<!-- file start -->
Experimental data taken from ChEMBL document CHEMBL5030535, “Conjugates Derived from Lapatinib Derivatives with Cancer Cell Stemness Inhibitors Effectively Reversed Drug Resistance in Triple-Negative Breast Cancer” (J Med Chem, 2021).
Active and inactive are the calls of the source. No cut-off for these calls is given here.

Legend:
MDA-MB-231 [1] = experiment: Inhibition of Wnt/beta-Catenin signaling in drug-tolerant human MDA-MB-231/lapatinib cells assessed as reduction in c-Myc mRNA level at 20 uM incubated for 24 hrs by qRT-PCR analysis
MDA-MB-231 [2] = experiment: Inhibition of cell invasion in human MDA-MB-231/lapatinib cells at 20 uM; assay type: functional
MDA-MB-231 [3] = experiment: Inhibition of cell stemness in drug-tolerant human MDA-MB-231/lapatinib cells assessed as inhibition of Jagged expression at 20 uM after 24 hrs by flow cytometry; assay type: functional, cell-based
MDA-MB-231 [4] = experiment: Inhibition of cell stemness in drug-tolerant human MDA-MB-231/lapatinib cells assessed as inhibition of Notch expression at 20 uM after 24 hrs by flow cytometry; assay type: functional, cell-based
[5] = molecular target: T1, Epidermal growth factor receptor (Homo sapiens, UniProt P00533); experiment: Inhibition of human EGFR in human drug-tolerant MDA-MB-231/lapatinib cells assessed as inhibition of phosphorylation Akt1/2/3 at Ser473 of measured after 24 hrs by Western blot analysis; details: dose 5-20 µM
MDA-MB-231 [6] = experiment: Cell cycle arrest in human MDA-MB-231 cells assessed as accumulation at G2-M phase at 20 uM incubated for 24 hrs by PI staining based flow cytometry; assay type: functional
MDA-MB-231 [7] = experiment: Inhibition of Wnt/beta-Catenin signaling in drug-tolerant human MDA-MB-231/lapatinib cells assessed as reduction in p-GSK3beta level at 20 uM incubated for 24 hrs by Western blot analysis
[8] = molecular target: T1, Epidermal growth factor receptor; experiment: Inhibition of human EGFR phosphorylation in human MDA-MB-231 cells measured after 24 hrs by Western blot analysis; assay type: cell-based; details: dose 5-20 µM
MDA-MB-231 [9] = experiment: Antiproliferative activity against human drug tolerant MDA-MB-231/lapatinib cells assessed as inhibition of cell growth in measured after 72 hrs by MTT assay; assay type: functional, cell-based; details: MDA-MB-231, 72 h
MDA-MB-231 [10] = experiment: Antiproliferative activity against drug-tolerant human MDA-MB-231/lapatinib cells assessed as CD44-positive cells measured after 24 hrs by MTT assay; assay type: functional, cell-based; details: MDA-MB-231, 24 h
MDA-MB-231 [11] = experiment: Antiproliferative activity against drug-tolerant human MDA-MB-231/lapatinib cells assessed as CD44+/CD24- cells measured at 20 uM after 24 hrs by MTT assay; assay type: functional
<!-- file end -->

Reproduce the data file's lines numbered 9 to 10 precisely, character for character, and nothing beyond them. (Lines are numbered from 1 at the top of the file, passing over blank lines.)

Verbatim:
MDA-MB-231 [6] = experiment: Cell cycle arrest in human MDA-MB-231 cells assessed as accumulation at G2-M phase at 20 uM incubated for 24 hrs by PI staining based flow cytometry; assay type: functional
MDA-MB-231 [7] = experiment: Inhibition of Wnt/beta-Catenin signaling in drug-tolerant human MDA-MB-231/lapatinib cells assessed as reduction in p-GSK3beta level at 20 uM incubated for 24 hrs by Western blot analysis